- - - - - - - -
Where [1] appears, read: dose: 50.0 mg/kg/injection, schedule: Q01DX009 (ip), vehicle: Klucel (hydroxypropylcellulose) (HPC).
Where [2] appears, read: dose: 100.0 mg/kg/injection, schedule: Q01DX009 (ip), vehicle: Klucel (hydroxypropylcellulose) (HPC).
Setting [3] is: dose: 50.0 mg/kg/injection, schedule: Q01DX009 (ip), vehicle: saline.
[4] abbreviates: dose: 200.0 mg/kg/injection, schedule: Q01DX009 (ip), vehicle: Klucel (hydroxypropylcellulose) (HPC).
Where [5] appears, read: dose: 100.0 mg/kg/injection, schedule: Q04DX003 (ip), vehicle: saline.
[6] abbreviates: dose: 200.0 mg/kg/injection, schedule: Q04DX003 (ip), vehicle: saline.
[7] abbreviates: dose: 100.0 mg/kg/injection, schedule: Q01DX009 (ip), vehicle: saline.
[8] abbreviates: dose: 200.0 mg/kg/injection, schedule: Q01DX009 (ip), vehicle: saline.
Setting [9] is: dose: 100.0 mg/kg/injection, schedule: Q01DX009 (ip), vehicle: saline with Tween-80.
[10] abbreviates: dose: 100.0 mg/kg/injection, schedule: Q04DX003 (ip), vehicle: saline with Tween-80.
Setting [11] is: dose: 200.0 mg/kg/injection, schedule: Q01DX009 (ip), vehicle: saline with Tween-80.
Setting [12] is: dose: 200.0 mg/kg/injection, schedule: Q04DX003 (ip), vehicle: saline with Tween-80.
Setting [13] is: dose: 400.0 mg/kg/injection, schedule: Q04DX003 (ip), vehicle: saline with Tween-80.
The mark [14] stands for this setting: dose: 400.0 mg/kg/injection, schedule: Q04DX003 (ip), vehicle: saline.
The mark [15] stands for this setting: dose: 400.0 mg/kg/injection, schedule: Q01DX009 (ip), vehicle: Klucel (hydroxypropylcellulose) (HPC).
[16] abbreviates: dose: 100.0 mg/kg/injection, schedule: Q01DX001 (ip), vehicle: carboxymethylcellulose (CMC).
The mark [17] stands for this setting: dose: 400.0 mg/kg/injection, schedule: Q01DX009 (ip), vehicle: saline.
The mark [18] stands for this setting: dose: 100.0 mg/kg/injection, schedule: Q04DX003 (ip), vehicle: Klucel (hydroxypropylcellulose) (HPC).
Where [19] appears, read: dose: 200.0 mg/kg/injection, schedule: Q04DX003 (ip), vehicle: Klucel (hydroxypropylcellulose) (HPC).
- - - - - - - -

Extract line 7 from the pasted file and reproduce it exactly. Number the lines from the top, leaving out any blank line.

[7] abbreviates: dose: 100.0 mg/kg/injection, schedule: Q01DX009 (ip), vehicle: saline.